After the Rainfall  watercolor on hot press paper. 15x11"

Monday, May 4, 2009

Windows to the World

I have been sketching animal eyes the past couple of days and its been really helpful. My resolve about drawing something in my sketchbook everyday, I am sorry to note,  does need a good shot in the arm.  But right now, I have a sneaking suspicion that  I am not making up lost time, rather using sketching as an excuse to avoid starting my next project!  I have the outline done but still debating if it should be watercolors or color pencils.  I know that rather than procrastinating, I should just plunge in and get my stuff done
'Windows to the World'  graphite 7x9"

Friday, May 1, 2009

To Life!

As this photograph shows, Boston this past week was a reminder how life itself is mix of old and new. Blooming flowers were shaded by just budding  bare trees. Cool evenings reminded us of the traces of winter still lingering. I walked everywhere, even sketched a bit, soaked in the beauty of spring and also reconnected with a couple of friends.  It was somehow fitting that the one play we watched   'The Buddha, In His Own words'  conceived and brilliantly performed as a one man show by Evan Brenner spoke of  change as the only constant and the impermanence of everything.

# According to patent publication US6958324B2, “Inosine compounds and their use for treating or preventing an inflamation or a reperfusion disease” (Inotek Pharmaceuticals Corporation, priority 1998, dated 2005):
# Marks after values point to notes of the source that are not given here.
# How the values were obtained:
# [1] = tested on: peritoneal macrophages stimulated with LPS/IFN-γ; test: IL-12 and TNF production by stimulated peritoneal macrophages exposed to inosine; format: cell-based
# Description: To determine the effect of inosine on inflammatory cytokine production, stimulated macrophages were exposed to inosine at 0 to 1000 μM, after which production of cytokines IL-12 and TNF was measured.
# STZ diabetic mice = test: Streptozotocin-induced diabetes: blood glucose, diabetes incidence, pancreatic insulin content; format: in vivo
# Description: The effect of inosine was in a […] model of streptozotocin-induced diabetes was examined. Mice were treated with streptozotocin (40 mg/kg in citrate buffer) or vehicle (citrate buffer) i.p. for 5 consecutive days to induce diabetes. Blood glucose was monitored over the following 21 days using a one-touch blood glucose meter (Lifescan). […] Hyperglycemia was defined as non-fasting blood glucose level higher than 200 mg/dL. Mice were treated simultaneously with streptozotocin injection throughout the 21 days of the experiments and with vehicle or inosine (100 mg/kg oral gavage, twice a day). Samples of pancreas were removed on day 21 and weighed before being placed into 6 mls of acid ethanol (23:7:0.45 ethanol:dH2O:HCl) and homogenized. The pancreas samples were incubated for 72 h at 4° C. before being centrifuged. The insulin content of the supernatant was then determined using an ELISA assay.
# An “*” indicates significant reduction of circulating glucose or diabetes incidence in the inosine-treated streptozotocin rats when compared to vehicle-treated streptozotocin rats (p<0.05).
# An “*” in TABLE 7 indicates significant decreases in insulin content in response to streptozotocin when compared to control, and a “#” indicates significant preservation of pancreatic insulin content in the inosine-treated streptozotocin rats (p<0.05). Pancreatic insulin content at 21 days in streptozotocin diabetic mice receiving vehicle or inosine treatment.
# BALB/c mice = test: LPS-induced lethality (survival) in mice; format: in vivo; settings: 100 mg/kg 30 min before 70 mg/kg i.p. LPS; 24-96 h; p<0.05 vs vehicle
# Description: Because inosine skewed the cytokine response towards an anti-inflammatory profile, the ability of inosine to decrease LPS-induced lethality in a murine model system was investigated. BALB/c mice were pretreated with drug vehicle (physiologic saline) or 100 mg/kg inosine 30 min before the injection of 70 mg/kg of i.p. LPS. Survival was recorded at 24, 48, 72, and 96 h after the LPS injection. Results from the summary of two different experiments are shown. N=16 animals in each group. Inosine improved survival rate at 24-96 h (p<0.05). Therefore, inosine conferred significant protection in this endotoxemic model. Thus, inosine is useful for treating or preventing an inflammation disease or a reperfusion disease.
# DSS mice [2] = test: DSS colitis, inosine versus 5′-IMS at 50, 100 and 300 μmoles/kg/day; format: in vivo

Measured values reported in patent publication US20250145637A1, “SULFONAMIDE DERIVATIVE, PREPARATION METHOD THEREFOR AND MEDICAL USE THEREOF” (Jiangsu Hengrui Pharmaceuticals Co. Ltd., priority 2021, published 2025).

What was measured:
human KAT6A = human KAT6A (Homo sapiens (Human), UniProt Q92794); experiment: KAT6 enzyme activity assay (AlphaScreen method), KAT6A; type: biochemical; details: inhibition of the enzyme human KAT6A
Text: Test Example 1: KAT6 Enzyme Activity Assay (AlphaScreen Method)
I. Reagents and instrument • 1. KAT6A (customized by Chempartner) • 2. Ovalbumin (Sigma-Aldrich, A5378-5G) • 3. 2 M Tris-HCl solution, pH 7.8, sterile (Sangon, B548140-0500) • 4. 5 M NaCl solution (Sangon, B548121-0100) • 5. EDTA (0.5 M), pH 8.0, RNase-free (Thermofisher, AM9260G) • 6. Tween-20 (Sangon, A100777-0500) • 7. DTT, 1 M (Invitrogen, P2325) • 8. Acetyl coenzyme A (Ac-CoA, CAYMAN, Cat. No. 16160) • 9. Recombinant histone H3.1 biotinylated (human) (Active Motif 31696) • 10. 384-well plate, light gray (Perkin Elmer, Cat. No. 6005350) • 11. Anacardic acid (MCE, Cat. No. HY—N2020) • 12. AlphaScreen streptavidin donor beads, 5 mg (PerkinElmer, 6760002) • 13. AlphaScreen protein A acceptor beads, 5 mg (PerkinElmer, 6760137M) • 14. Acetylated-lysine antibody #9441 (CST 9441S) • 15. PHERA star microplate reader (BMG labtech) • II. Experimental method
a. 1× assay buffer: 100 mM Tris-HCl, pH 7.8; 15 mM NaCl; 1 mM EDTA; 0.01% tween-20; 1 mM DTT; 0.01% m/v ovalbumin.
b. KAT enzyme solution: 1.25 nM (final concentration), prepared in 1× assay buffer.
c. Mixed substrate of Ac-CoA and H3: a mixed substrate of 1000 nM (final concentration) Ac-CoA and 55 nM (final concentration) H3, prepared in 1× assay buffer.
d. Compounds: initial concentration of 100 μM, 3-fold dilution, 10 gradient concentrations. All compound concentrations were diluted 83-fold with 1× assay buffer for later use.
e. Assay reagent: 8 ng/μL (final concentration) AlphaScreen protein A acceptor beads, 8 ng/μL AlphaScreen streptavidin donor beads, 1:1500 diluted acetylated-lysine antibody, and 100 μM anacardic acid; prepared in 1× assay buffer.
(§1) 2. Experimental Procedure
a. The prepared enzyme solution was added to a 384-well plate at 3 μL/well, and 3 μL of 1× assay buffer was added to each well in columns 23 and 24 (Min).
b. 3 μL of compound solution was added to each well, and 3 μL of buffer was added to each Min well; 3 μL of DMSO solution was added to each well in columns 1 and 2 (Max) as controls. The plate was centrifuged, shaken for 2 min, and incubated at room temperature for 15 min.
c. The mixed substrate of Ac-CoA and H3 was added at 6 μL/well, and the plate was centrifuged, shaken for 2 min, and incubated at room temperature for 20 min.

When we returned home two days ago, for about half an hour I was frantic looking for my house keys, imagining them to be left behind somewhere in Boston! Fortunately they were buried deep in my suitcase while I and searched for them in my purse.  Today I stumbled upon a wonderful story in New York Times (via about a couple who found a camera while traveling in Scotland and with online tools and cyber sleuthing found its rightful owners. Its really heartwarming to know that good samaritans are sill around! To Life!